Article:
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Fault‐Zone Damage Promotes Pulse‐Like Rupture and Back‐Propagating Fronts via Quasi‐Static Effects

Idini, B. and Ampuero, J.-P. (2020) Fault‐Zone Damage Promotes Pulse‐Like Rupture and Back‐Propagating Fronts via Quasi‐Static Effects. Geophysical Research Letters, 47 (23). Art. No. e2020GL090736. ISSN 0094-8276.

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Damage zones are ubiquitous components of faults that may affect earthquake rupture. Simulations show that pulse‐like rupture can be induced by the dynamic effect of waves reflected by sharp fault zone boundaries. Here we show that pulses can appear in a highly damaged fault zone even in the absence of reflected waves. We use quasi‐static scaling arguments and quasi‐dynamic earthquake cycle simulations to show that a crack turns into a pulse after the rupture has grown larger than the fault zone thickness. Accompanying the pulses, we find complex rupture patterns involving back‐propagating fronts that emerge from the primary rupture front. Our model provides a mechanism for back‐propagating fronts recently observed during large earthquakes. Moreover, we find that slow‐slip simulations in a highly compliant fault zone also produce back‐propagating fronts, suggesting a new mechanism for the rapid tremor reversals observed in Cascadia and Japan.

Item Type:Article
Related URLs:
URLURL TypeDescription Paper ItemSupplementary Materials ItemCode
Idini, B.0000-0002-2697-3893
Ampuero, J.-P.0000-0002-4827-7987
Additional Information:© 2020 American Geophysical Union. Issue Online: 01 December 2020; Version of Record online: 01 December 2020; Accepted manuscript online: 09 November 2020; Manuscript accepted: 05 November 2020; Manuscript revised: 04 November 2020; Manuscript received: 09 September 2020. This work was supported by the Southern California Earthquake Center (SCEC) and by the French government through the FAULTS_R_GEMS project (ANR‐17‐CE31‐0008) and the UCAJEDI Investments in the Future project (ANR‐15‐IDEX‐01) managed by the National Research Agency (ANR). SCEC is funded by NSF Cooperative Agreement EAR‐1600087 and USGS Cooperative Agreement G17AC00047. This is SCEC Contribution No. 10084. Data Availability Statement: Data sharing is not applicable to this article as no data sets were generated or analyzed during the current study. The Quasi‐DYNamic earthquake simulator (QDYN) (Luo et al., 2017) used to compute our numerical models of earthquake cycles is available online ( QDYN is freely available for academic research purposes and licensed by GNU General Public License, Version 3.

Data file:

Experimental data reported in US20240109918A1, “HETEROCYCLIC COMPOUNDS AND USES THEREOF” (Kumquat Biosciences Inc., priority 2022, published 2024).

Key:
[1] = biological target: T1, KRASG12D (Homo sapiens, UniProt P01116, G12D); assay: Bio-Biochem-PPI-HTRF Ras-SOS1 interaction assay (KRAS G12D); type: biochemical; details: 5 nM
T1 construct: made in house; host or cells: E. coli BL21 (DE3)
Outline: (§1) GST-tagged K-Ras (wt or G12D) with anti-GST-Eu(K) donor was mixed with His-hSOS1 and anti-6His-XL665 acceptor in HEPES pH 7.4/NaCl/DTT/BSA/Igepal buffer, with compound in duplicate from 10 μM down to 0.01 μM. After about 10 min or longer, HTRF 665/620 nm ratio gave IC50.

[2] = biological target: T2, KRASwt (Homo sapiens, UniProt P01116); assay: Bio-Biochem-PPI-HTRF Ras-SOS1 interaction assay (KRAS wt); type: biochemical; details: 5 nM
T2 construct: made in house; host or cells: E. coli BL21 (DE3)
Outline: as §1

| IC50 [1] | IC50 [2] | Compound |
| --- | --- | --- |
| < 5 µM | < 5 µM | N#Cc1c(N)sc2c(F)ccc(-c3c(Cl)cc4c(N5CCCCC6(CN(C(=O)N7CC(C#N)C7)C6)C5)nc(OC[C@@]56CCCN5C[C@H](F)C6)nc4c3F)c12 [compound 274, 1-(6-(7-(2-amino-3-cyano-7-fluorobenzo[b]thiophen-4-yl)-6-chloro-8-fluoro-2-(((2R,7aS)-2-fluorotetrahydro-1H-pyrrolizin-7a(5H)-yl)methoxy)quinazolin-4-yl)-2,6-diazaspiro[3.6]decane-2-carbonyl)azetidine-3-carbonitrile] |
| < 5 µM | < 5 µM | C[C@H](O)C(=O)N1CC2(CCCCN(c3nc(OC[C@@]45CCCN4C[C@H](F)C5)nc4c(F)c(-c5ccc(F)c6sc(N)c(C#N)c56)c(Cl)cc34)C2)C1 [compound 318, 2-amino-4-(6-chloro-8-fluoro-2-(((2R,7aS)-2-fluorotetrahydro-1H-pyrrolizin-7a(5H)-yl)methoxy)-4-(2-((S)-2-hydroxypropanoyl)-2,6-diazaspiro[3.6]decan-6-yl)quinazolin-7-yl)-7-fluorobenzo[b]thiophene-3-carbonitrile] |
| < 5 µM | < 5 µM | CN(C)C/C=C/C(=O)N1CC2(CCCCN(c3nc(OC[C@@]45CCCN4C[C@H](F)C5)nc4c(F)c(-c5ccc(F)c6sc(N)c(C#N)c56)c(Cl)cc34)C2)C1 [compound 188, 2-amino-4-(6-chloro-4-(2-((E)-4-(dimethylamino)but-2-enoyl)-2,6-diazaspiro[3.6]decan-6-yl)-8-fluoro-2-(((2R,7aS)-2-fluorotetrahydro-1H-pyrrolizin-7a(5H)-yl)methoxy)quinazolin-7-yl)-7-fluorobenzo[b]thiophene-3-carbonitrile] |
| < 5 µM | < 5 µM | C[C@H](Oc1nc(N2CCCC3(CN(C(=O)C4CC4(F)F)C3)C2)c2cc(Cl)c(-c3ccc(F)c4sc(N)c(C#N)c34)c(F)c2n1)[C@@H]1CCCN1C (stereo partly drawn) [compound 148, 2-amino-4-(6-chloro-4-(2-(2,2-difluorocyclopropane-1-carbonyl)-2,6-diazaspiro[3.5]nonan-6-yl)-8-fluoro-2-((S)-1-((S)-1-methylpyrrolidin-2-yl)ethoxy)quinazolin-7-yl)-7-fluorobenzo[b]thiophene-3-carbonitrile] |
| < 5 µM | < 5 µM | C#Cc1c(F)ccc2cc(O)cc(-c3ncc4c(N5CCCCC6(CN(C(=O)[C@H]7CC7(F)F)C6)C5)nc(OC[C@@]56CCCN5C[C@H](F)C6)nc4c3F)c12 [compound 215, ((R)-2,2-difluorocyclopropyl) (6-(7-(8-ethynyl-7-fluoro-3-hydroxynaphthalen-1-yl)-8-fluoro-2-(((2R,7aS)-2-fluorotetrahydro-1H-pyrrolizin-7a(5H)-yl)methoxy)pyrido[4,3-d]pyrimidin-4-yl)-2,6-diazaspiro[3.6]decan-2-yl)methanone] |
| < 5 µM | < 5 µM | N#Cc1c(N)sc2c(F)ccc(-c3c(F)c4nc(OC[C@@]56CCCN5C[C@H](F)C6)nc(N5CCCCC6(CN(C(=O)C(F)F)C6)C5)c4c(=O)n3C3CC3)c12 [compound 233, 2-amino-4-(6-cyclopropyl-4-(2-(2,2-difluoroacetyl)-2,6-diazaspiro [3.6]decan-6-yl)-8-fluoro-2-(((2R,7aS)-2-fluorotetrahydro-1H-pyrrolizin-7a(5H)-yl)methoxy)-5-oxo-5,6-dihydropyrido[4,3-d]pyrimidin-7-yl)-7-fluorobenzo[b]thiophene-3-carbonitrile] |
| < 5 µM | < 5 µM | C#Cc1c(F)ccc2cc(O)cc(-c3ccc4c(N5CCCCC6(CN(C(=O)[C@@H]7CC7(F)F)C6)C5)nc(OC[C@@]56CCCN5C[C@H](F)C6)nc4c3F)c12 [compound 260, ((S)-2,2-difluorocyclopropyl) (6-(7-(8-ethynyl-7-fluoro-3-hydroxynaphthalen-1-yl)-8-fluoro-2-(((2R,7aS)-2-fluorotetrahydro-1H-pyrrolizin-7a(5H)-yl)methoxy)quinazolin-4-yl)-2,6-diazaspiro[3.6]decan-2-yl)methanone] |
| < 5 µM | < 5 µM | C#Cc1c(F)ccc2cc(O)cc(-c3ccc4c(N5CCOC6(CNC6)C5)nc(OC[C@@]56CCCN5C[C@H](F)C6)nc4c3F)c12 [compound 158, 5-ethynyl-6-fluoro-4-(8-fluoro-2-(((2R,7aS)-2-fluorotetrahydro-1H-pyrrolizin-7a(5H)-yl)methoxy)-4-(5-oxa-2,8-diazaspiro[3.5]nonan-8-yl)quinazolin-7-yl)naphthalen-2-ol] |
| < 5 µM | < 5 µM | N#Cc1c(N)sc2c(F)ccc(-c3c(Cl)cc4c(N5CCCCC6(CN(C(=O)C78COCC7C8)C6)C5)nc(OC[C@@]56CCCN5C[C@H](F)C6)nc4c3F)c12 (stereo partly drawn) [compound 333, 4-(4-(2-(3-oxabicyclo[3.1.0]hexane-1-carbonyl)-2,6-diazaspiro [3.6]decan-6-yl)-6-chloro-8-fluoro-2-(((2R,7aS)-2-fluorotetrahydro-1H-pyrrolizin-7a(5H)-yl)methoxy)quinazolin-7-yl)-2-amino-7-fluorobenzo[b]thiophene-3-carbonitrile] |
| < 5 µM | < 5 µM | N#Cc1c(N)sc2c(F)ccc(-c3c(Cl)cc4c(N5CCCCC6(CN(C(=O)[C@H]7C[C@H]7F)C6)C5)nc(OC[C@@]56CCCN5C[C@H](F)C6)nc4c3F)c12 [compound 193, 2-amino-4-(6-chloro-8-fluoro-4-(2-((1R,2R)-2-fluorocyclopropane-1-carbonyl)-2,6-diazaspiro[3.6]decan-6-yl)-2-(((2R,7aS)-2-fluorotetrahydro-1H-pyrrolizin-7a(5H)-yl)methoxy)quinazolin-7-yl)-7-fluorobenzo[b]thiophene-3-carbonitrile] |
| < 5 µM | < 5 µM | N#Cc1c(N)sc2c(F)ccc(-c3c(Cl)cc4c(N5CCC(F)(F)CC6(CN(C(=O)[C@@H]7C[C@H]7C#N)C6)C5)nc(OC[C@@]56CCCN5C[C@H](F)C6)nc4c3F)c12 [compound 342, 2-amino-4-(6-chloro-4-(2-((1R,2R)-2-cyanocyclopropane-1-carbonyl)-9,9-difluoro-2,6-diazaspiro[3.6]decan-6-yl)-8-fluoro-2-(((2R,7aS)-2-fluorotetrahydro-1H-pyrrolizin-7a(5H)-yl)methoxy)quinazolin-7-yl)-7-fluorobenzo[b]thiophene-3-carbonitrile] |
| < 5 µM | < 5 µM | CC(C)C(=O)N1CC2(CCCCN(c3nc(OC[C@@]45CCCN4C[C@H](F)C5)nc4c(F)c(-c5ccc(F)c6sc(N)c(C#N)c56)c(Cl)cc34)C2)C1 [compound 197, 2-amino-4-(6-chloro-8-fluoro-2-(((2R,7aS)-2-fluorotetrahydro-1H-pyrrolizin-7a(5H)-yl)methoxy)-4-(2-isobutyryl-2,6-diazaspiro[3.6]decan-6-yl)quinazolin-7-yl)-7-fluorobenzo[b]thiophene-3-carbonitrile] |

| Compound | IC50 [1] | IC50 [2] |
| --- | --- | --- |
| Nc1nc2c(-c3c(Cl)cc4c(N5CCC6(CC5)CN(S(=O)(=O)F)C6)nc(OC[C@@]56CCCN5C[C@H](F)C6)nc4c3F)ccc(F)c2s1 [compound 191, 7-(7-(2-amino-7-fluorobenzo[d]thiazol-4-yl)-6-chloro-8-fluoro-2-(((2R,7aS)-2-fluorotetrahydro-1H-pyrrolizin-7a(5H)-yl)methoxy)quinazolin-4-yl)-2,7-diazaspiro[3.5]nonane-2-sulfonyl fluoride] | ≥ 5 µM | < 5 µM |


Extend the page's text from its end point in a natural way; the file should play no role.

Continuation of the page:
Group:Seismological Laboratory
Funding AgencyGrant Number
Southern California Earthquake Center (SCEC)UNSPECIFIED
Agence Nationale pour la Recherche (ANR)ANR-17-CE31-0008
Agence Nationale pour la Recherche (ANR)ANR-15-IDEX-01
Subject Keywords:rupture dynamics; slow earthquakes; fault zone; damaged zone; rapid‐tremor‐reversals
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Other Numbering System NameOther Numbering System ID
Southern California Earthquake Center10084
Issue or Number:23
Record Number:CaltechAUTHORS:20200102-140235447
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Official Citation:Idini, B., & Ampuero, J.‐P. (2020). Fault‐zone damage promotes pulse‐like rupture and back‐propagating fronts via quasi‐static effects. Geophysical Research Letters, 47, e2020GL090736.
Usage Policy:No commercial reproduction, distribution, display or performance rights in this work are provided.
ID Code:100462
Deposited By: Tony Diaz
Deposited On:03 Jan 2020 02:48
Last Modified:09 Jul 2021 20:45

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